Whether it’s a loud burst or years of working at a noisy job site, loud noise has the potential to damage your inner ear and cause permanent hearing loss.
In fact, any prolonged exposure to noise at or above 85 dBA can cause permanent hearing loss. The louder the noise, the less time it takes for hearing damage to occur.
Let’s take a look at some common activities that can reach harmful volumes, as well as what you can do to protect your hearing this year.
Common Activities That Can Damage Your Hearing
Plenty of activities reach that volume and above and therefore have the ability to damage your hearing, including:
- Rock concerts or live performances at places like The Lensic Performing Arts Center
- Sporting events
- Shooting or hunting
- Riding motorcycles
- Auto races
- Mowing the lawn or leaf blowing
- Working at a construction site or other noisy environments
- Listening to music too loudly with headphones or earbuds
The good news is you don’t need to avoid these activities to keep your ears safe. You just need to take a few steps to prioritize your hearing health.
Use Hearing Protection
Hearing protection devices like earplugs, earmuffs and custom earmolds can help you enjoy your favorite hobby or focus on your work while reducing the volume to a safe level. The type of protection that works best for you will largely depend on both how much volume reduction you need as well as what feels most comfortable.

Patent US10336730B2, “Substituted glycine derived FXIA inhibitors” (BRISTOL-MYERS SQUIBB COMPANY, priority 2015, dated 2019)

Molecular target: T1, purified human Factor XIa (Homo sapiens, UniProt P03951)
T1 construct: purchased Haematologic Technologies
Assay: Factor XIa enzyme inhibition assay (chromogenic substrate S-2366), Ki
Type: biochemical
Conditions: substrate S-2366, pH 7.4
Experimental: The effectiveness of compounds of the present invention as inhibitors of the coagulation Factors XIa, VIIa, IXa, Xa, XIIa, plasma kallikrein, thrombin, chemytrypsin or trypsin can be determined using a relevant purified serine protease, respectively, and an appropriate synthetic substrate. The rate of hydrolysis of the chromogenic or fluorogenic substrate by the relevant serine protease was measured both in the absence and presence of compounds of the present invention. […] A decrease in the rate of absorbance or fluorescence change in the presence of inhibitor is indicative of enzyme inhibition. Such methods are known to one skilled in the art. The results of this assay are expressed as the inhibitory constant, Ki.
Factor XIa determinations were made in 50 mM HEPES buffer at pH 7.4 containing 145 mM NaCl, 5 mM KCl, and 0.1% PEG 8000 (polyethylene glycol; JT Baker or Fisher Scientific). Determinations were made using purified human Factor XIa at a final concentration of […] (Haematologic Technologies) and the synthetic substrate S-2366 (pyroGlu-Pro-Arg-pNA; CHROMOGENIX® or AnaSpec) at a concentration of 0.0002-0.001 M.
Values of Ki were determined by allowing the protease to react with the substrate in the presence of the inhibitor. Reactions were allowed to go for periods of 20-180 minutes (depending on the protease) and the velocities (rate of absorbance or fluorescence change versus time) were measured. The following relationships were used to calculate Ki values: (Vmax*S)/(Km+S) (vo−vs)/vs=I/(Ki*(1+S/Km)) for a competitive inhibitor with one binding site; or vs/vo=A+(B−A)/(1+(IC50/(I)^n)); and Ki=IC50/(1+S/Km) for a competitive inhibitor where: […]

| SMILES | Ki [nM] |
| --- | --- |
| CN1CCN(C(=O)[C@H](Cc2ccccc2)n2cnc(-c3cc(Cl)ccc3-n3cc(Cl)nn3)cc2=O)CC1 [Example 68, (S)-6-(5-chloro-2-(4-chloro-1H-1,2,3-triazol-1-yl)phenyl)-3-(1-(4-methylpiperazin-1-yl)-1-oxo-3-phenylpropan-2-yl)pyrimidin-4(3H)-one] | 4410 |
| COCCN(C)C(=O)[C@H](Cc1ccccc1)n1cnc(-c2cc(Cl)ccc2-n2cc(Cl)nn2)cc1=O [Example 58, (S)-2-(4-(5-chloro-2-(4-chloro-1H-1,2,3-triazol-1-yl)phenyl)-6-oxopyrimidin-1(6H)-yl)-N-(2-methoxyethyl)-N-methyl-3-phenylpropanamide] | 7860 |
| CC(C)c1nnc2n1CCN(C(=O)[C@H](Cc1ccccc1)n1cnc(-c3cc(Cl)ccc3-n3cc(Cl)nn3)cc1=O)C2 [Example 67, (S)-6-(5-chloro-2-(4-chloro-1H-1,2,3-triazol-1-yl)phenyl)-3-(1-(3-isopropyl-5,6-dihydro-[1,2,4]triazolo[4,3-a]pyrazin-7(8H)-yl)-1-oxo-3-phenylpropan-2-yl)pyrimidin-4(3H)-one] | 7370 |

Turn Down the Volume on Household Devices
When listening to music at home on your headphones or watching television, make sure the volume isn’t too loud. When it comes to headphones, many smartphones have health apps that can monitor the decibel level you are listening to and let you know if it’s too loud. For television, a good rule of thumb is that it should be loud enough that you don’t have to strain but not too loud that you can hear it in other rooms of the home.
Get Your Hearing Tested
If you notice that your hearing seems muffled or you have a ringing in your ear (tinnitus), make an appointment for a hearing test. If your hearing is normal, it can be helpful to have a baseline to compare with future tests. If you have any hearing loss, your audiologist can help find the right pair of hearing aids or other treatments for you. Additionally, they can provide information on how to reduce or prevent further damage.
For more information on protecting your hearing or to schedule an appointment, call Southwestern Hearing & Balance today.